- Economics is a science: Science is an organised branch of knowledge, that analyses cause and effect relationship between economic agents. Further, economics helps in integrating various sciences such as mathematics, statistics, etc. to identify the relationship between price, demand, supply and other economic factors.
- Positive Economics: A positive science is one that studies the relationship between two variables but does not give any value judgment, i.e. it states ‘what is’. It deals with facts about the entire economy.
- Normative Economics: As a normative science, economics passes value judgement, i.e. ‘what ought to be’. It is concerned with economic goals and policies to attain these goals.
- Economics is an art: Art is a discipline that expresses the way things are to be done, so as to achieve the desired end. Economics has various branches like production, distribution, consumption and economics, that provide general rules and laws that are capable of solving different problems of society.
Therefore, economics is considered as science as well as art, i.e. science in terms of its methodology and arts as in application. Hence, economics is concerned with both theoretical and practical aspects of the economic problems which we encounter in our day-to-day life.
Scope of Economics
- Microeconomics: The part of economics whose subject matter of study is individual units, i.e. a consumer, a household, a firm, an industry, etc. It analyses the way in which the decisions are taken by the economic agents, concerning the allocation of the resources that are limited in nature.It studies consumer behaviour, product pricing, firm’s behaviour. Factor pricing, etc.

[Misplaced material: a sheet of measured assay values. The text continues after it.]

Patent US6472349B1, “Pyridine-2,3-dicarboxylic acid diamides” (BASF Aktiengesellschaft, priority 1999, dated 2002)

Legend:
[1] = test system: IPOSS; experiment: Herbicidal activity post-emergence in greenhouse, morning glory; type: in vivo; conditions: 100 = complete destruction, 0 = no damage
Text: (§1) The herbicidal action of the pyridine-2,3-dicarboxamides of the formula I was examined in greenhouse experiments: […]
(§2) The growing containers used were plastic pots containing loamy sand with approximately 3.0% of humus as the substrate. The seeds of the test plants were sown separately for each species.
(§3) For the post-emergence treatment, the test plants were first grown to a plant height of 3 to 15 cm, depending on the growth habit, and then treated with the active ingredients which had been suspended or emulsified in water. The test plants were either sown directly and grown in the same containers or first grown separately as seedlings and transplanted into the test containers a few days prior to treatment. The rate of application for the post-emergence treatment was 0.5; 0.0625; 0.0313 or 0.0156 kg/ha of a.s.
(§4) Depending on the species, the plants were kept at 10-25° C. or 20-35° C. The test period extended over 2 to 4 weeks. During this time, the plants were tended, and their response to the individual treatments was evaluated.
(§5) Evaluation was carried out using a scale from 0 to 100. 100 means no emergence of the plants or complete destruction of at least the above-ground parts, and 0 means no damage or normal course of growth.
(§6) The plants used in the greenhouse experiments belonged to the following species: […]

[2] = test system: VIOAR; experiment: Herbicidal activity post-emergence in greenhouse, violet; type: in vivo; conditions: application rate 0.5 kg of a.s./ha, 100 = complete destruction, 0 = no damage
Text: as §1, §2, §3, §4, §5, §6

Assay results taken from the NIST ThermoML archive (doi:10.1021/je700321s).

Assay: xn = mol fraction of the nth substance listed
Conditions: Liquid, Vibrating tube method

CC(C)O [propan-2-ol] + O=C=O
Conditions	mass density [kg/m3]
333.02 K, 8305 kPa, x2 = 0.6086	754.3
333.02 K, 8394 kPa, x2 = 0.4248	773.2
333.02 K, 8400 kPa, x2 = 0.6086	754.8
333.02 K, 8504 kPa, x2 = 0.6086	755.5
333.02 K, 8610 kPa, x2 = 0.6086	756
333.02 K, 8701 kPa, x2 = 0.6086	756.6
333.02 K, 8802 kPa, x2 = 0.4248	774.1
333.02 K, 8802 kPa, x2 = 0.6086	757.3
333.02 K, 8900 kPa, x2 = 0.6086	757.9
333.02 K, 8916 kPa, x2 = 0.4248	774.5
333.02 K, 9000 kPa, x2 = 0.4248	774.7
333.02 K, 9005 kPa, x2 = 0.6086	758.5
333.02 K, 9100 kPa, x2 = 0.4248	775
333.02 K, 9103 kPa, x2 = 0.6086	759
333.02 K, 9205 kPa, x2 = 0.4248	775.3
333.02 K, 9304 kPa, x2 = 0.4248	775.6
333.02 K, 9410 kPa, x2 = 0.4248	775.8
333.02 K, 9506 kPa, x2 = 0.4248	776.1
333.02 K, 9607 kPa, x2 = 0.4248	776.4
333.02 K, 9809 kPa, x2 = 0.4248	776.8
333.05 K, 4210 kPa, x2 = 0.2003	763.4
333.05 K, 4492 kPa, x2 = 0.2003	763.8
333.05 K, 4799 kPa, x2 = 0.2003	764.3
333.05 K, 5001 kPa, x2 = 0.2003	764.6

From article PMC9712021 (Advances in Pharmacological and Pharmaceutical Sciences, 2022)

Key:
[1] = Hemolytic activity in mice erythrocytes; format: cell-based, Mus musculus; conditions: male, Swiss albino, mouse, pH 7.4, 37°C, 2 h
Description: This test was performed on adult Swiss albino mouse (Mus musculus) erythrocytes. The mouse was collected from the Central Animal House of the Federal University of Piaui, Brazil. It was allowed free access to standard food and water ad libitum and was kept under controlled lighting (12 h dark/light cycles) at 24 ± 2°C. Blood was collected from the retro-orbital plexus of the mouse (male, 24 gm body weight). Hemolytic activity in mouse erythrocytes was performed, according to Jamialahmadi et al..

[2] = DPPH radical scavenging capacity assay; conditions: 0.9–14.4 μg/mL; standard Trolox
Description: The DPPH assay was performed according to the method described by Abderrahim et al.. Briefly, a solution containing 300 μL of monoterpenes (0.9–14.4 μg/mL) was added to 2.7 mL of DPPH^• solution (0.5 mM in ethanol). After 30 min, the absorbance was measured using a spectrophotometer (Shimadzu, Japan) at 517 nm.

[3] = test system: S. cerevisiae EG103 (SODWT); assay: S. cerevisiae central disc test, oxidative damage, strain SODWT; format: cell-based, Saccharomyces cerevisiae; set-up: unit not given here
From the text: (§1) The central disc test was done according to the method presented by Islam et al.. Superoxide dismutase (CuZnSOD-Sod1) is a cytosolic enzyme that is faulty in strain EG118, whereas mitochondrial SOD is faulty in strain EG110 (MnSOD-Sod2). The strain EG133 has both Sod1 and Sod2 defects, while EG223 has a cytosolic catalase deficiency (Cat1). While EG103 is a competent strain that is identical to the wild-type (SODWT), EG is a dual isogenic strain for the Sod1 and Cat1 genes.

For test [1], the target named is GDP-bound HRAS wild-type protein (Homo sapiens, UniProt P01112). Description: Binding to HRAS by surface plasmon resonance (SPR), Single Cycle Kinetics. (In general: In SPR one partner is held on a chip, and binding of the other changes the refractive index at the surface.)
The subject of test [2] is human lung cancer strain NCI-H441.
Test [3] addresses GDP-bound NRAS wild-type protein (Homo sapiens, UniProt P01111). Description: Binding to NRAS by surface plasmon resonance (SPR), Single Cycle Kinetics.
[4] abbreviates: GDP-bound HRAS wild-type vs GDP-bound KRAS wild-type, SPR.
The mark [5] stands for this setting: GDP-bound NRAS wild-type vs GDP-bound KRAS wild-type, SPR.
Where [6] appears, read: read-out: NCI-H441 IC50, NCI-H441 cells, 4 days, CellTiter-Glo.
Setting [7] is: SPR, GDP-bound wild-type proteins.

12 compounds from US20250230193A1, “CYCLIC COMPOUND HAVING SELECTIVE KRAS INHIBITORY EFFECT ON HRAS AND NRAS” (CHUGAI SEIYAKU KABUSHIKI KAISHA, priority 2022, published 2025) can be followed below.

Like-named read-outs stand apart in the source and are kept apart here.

- Macro Economics: It is that branch of economics which studies the entire economy, instead of individual units, i.e. level of output, total investment, total savings, total consumption, etc. Basically, it is the study of aggregates and averages. It analyses the economic environment as a whole, wherein the firms, consumers, households, and governments make decisions.It covers areas like national income, general price level, the balance of trade and balance of payment, level of employment, level of savings and investment.
The fundamental difference between micro and macroeconomics lies in the scale of study. Further, in microeconomics, more importance is given to the determination of price, whereas macroeconomics is concerned with the determination of income of the economy as a whole.
Nevertheless, microeconomics and macroeconomics are complementary to one another, as they both aimed at maximizing the welfare of the economy as a whole.
From the standpoint of microeconomics, the objective can be achieved through the best possible allocation of scarce resources. Conversely, if we talk about macroeconomics, this goal can be attained through the effective use of the resources of the economy.
Assumptions in Economics
There are certain assumptions in economics about an economic situation to happen in the future. Economists use assumptions to break down complex economic processes and advocate different theories to understand economic variables.
Three important assumptions in economics, are as follows:
- Consumers have rational preferences
- Existence of perfect competition
- Existence of equilibrium
Consumers have rational preferences
This assumption states that consumers act in a rational manner and focus on satisfying their needs.
It is also assumed that the tastes of consumers remain constant for a long period. For instance, a consumer who is vegetarian may not change his/her preferences in the near future.
Existence of perfect competition
According to this assumption, there is perfect competition in an economy, wherein there are numerous buyers and sellers.
It is assumed that homogenous products exist in the market and both buyers and sellers cannot affect prices.
Existence of equilibrium
As per this assumption, equilibrium exists wherein both consumers and entrepreneurs achieve maximum satisfaction.
In a market, there can be two types of equilibrium: industry equilibrium and firm equilibrium. The industry is at equilibrium if profits achieved are normal. On the other hand, a firm is at the state of equilibrium if its profits are maximum.